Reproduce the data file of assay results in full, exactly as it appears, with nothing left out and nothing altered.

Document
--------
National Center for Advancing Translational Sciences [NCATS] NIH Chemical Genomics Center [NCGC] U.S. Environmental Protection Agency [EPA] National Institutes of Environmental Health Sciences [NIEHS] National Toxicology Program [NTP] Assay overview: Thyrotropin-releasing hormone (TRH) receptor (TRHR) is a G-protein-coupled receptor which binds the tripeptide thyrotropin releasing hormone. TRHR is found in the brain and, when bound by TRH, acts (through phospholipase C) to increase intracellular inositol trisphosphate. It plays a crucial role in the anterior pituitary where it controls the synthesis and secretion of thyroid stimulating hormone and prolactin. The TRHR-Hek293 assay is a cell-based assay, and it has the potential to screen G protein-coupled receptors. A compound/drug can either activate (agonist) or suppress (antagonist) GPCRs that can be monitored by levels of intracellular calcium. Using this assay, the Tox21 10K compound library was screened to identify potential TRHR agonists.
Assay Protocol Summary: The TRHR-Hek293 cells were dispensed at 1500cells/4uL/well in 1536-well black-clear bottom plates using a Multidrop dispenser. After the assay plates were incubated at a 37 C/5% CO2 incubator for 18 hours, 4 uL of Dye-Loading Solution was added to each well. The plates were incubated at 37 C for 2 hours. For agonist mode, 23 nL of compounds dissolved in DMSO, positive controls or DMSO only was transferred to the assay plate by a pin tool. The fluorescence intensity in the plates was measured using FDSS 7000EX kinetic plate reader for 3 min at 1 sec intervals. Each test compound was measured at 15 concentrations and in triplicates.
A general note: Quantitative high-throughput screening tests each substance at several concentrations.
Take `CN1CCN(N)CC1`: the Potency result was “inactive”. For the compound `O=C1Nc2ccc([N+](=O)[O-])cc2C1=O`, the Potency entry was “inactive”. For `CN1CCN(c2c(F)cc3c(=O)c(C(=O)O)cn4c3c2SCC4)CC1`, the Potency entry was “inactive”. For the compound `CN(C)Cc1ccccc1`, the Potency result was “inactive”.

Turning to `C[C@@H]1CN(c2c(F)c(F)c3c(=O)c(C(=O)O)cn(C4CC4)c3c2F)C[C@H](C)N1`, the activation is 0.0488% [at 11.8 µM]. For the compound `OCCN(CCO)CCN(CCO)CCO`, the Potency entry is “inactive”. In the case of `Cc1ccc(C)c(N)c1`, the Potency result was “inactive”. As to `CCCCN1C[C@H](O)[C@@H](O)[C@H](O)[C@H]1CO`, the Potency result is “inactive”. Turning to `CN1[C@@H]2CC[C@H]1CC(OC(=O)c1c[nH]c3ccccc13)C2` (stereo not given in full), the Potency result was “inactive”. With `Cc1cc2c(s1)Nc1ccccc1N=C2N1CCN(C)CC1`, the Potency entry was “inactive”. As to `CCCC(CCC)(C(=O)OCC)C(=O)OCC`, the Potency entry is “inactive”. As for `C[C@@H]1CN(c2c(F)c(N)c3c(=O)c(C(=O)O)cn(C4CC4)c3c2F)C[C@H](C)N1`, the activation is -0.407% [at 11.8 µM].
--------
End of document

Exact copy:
National Center for Advancing Translational Sciences [NCATS] NIH Chemical Genomics Center [NCGC] U.S. Environmental Protection Agency [EPA] National Institutes of Environmental Health Sciences [NIEHS] National Toxicology Program [NTP] Assay overview: Thyrotropin-releasing hormone (TRH) receptor (TRHR) is a G-protein-coupled receptor which binds the tripeptide thyrotropin releasing hormone. TRHR is found in the brain and, when bound by TRH, acts (through phospholipase C) to increase intracellular inositol trisphosphate. It plays a crucial role in the anterior pituitary where it controls the synthesis and secretion of thyroid stimulating hormone and prolactin. The TRHR-Hek293 assay is a cell-based assay, and it has the potential to screen G protein-coupled receptors. A compound/drug can either activate (agonist) or suppress (antagonist) GPCRs that can be monitored by levels of intracellular calcium. Using this assay, the Tox21 10K compound library was screened to identify potential TRHR agonists.
Assay Protocol Summary: The TRHR-Hek293 cells were dispensed at 1500cells/4uL/well in 1536-well black-clear bottom plates using a Multidrop dispenser. After the assay plates were incubated at a 37 C/5% CO2 incubator for 18 hours, 4 uL of Dye-Loading Solution was added to each well. The plates were incubated at 37 C for 2 hours. For agonist mode, 23 nL of compounds dissolved in DMSO, positive controls or DMSO only was transferred to the assay plate by a pin tool. The fluorescence intensity in the plates was measured using FDSS 7000EX kinetic plate reader for 3 min at 1 sec intervals. Each test compound was measured at 15 concentrations and in triplicates.
A general note: Quantitative high-throughput screening tests each substance at several concentrations.
Take `CN1CCN(N)CC1`: the Potency result was “inactive”. For the compound `O=C1Nc2ccc([N+](=O)[O-])cc2C1=O`, the Potency entry was “inactive”. For `CN1CCN(c2c(F)cc3c(=O)c(C(=O)O)cn4c3c2SCC4)CC1`, the Potency entry was “inactive”. For the compound `CN(C)Cc1ccccc1`, the Potency result was “inactive”.

Turning to `C[C@@H]1CN(c2c(F)c(F)c3c(=O)c(C(=O)O)cn(C4CC4)c3c2F)C[C@H](C)N1`, the activation is 0.0488% [at 11.8 µM]. For the compound `OCCN(CCO)CCN(CCO)CCO`, the Potency entry is “inactive”. In the case of `Cc1ccc(C)c(N)c1`, the Potency result was “inactive”. As to `CCCCN1C[C@H](O)[C@@H](O)[C@H](O)[C@H]1CO`, the Potency result is “inactive”. Turning to `CN1[C@@H]2CC[C@H]1CC(OC(=O)c1c[nH]c3ccccc13)C2` (stereo not given in full), the Potency result was “inactive”. With `Cc1cc2c(s1)Nc1ccccc1N=C2N1CCN(C)CC1`, the Potency entry was “inactive”. As to `CCCC(CCC)(C(=O)OCC)C(=O)OCC`, the Potency entry is “inactive”. As for `C[C@@H]1CN(c2c(F)c(N)c3c(=O)c(C(=O)O)cn(C4CC4)c3c2F)C[C@H](C)N1`, the activation is -0.407% [at 11.8 µM].